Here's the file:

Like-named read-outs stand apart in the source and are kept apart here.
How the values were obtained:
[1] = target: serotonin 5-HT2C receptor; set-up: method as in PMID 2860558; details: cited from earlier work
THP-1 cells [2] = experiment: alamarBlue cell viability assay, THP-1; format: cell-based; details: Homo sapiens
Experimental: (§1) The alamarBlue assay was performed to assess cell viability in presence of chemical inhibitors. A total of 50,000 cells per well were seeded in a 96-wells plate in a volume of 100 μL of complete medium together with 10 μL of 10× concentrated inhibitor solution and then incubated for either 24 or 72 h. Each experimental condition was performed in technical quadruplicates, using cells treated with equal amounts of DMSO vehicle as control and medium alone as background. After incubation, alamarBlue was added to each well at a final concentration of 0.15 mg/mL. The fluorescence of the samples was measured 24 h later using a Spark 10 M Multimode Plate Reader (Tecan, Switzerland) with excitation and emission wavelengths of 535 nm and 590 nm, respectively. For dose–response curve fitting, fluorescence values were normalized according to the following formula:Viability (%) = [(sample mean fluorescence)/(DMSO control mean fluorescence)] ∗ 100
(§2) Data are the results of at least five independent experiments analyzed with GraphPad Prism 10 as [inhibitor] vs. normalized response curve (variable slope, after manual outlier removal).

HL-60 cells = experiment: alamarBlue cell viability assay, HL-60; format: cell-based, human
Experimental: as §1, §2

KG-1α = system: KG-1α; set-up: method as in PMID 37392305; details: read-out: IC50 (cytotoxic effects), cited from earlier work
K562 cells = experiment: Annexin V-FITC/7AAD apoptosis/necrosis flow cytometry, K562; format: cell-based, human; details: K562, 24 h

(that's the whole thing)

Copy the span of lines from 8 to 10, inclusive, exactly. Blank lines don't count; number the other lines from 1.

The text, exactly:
Experimental: as §1, §2

KG-1α = system: KG-1α; set-up: method as in PMID 37392305; details: read-out: IC50 (cytotoxic effects), cited from earlier work
K562 cells = experiment: Annexin V-FITC/7AAD apoptosis/necrosis flow cytometry, K562; format: cell-based, human; details: K562, 24 h